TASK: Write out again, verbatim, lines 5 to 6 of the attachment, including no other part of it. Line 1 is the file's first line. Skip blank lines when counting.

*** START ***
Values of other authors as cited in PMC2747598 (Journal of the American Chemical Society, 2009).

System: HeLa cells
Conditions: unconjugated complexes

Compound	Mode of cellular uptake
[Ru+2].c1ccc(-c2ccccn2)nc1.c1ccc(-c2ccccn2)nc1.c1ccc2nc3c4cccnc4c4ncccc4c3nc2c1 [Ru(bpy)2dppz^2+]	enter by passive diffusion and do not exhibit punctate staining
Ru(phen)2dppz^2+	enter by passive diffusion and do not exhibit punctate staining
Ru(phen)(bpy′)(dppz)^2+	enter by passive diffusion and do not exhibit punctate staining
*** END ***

[Ru+2].c1ccc(-c2ccccn2)nc1.c1ccc(-c2ccccn2)nc1.c1ccc2nc3c4cccnc4c4ncccc4c3nc2c1 [Ru(bpy)2dppz^2+]	enter by passive diffusion and do not exhibit punctate staining
Ru(phen)2dppz^2+	enter by passive diffusion and do not exhibit punctate staining